Department of Music Lecture: “Mrs. Wardwell’s Plan of Study: The Women’s Club Movement and the Historiography of American Music”

Marian Wilson Kimber, Professor of Musicology, University of Iowa

Between 1898 and 1925, Linda Bell Free Wardwell sold thirty thousand booklets entitled Plan of Study on Musical History. Designed to facilitate programming by members of the National Federation of Music Clubs, Wardwell’s pamphlets were adopted by women’s organizations from Magnolia, Arkansas, to Silver City, New Mexico. Her offerings contributed to the canonization of European composers in the United States, but they also supported the Federation’s advocacy of American music. This talk positions Wardwell’s publications within contemporary American musical historiography. It explores the ways in which women’s historical activities within the club movement influenced—and yet were overshadowed by—more mainstream publications authored by men.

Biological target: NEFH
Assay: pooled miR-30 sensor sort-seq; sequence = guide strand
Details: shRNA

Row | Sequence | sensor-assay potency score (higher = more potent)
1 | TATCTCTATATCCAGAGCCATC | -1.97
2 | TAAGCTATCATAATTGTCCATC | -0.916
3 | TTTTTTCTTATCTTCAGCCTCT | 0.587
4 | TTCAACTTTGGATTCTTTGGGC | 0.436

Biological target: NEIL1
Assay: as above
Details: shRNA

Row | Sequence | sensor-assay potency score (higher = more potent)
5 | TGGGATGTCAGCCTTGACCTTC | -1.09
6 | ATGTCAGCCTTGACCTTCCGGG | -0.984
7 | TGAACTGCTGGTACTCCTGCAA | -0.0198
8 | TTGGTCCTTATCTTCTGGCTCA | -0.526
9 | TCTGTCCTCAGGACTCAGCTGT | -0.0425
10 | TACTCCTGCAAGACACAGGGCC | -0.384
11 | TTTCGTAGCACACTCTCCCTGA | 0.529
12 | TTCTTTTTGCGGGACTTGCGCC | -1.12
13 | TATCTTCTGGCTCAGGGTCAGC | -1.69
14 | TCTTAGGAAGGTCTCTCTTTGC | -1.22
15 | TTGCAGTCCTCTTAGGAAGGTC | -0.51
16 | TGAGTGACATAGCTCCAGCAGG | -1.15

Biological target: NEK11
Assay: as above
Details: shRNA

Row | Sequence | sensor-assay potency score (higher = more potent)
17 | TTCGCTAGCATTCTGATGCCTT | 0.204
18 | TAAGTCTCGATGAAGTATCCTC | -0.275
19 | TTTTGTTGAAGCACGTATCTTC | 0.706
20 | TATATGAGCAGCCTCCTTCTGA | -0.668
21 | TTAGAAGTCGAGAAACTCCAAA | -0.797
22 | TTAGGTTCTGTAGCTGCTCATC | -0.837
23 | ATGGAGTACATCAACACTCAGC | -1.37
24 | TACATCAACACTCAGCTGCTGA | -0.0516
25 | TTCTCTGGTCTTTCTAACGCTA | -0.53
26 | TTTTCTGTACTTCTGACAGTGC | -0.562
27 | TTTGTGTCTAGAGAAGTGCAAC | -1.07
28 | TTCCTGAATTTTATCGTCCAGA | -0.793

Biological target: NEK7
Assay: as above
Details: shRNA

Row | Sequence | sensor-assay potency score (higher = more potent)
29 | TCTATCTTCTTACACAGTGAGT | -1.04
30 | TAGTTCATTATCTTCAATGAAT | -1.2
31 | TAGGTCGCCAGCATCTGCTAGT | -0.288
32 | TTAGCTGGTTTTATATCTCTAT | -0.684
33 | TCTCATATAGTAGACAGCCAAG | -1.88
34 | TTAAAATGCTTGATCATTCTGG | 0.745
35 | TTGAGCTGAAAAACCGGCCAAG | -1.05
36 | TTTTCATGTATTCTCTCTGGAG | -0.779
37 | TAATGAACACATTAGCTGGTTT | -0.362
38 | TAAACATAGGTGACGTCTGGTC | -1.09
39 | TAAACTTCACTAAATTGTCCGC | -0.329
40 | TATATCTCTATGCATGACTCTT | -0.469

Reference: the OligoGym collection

Marian Wilson Kimber is Professor of Musicology at the University of Iowa. Her numerous publications have treated Felix Mendelssohn, Fanny Mendelssohn Hensel, women’s musical activities, and the role of poetic recitation in concert life. Wilson Kimber’s book, The Elocutionists: Women, Music, and the Spoken Word, won the H. Earle Johnson Subvention from the Society for American Music. Her most recent publications include an article about women’s peace songs for Eleanor Roosevelt in Music & Politics and a chapter in The Cambridge Companion to Amy Beach. Wilson Kimber is a founding member of the duo, Red Vespa, which performs comic spoken word pieces by women composers. Her current project is a book about the roles of clubwomen activists in shaping American music.